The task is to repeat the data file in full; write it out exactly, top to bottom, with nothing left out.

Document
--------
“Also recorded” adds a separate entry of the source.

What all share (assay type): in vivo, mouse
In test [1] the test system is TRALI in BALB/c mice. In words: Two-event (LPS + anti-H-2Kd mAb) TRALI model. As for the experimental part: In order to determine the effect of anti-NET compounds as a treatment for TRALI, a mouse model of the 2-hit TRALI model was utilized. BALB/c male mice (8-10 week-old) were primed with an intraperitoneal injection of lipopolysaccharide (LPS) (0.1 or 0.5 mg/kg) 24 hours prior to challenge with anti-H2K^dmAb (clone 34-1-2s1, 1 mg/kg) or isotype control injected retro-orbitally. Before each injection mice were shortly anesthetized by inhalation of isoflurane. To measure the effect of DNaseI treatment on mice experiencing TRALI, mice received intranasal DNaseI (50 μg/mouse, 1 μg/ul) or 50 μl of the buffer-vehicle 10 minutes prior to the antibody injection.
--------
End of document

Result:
“Also recorded” adds a separate entry of the source.

What all share (assay type): in vivo, mouse
In test [1] the test system is TRALI in BALB/c mice. In words: Two-event (LPS + anti-H-2Kd mAb) TRALI model. As for the experimental part: In order to determine the effect of anti-NET compounds as a treatment for TRALI, a mouse model of the 2-hit TRALI model was utilized. BALB/c male mice (8-10 week-old) were primed with an intraperitoneal injection of lipopolysaccharide (LPS) (0.1 or 0.5 mg/kg) 24 hours prior to challenge with anti-H2K^dmAb (clone 34-1-2s1, 1 mg/kg) or isotype control injected retro-orbitally. Before each injection mice were shortly anesthetized by inhalation of isoflurane. To measure the effect of DNaseI treatment on mice experiencing TRALI, mice received intranasal DNaseI (50 μg/mouse, 1 μg/ul) or 50 μl of the buffer-vehicle 10 minutes prior to the antibody injection.